“It’s a great language to use for mainframe computers that need to handle a very high volume of transactions,” said Zeanchock, in explaining why it continues to be broadly used by federal agencies like the IRS and Social Security Administration, along with banks, ATM networks, and credit card companies. According to a 2020 survey conducted by Micro Focus, 70 percent of companies using COBOL wanted to continue to update and modernize their COBOL code bases, instead of planning to abandon their mainframe systems altogether. But even if the job prospects are good, and the technology is still powerful, Zeanchock says it’s hard to recruit students to learn a programming language many perceive as antiquated. “Something that might take 2 or 3 lines of code in a more modern programming language [like Python] might take 50 to 100 lines of code in COBOL.”

When it comes to our broken social safety net, COBOL isn’t really the bad guy: blame Congress for underfunding the programs, and states for failing to make up the gaps.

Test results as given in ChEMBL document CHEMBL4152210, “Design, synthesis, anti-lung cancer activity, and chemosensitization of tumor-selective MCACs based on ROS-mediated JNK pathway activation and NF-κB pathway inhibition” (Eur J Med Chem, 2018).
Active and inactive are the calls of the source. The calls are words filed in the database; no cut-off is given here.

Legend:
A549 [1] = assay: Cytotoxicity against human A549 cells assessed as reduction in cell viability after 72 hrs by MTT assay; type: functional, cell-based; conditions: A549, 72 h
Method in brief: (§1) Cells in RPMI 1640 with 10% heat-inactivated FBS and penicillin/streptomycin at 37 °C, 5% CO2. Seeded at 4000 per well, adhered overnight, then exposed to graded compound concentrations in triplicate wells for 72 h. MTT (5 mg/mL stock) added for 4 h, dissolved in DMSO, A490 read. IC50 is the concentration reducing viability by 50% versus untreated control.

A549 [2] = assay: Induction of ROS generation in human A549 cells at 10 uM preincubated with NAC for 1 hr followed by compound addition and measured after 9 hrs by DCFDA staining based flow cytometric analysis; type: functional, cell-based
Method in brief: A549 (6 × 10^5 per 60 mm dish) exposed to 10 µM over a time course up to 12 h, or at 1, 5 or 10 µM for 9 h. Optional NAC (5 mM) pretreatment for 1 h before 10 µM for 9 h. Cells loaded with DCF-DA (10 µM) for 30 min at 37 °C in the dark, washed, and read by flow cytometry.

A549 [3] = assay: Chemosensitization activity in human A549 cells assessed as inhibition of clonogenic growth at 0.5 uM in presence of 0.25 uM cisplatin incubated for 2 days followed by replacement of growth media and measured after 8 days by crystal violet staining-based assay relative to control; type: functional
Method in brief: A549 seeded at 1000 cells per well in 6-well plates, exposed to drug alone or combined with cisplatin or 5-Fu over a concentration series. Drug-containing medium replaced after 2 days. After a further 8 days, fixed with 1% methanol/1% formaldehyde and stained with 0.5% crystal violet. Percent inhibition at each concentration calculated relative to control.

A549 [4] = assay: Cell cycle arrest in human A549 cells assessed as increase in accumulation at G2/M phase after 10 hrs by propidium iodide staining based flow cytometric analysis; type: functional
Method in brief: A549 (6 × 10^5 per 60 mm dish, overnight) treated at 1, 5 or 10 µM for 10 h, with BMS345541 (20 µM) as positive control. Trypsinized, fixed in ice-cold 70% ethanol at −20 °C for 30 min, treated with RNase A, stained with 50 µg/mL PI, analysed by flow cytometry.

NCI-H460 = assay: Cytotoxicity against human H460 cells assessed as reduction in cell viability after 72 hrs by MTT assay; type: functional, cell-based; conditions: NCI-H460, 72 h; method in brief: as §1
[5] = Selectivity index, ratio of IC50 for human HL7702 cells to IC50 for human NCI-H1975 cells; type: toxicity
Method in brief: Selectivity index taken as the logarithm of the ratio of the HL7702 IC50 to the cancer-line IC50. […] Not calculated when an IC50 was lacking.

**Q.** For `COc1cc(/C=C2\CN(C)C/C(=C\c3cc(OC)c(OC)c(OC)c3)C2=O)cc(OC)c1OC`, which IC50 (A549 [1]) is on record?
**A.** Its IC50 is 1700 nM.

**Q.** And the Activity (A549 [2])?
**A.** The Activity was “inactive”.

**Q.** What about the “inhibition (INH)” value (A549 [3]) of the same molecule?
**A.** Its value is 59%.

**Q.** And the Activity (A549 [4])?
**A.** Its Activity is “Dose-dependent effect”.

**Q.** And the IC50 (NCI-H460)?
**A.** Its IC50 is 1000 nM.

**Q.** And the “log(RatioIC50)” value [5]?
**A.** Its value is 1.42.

“We’ve known for a long time that even a much smaller crisis would lead to daunting challenges,” said Dutta-Gupta. He points out that during the Great Recession, state unemployment agencies were so understaffed that their agency heads spent shifts answering applicant phone calls. Even if states weren’t getting federal funding, they still could have paid for better technology with their own tax revenue. According to reporting by the Tampa Bay Times, former Florida Gov. Rick Scott and current Gov. Ron DeSantis ignored repeated warnings that the state’s website barely functioned.

And when states have tried to make upgrades, it hasn’t always gone well. In 2013,  Florida under Scott, paid Deloitte $77 million to build a new unemployment insurance website ($14 million more than it originally budgeted for) and still ended up with a system so riddled with glitches that a 2019 audit found more than 600 separate problems. Florida’s website has crashed repeatedly since March. On Tuesday, in the Miami suburb of Hialeah, hundreds of laid-off workers risked exposure to the coronavirus by lining up to pick up paper applications. (While New Jersey plans to send laid-off workers retroactive benefits if they were laid off in March but couldn’t submit their applications until April, according to Florida state law, there’s no such forgiveness for all the workers locked out by the state’s technical incompetence).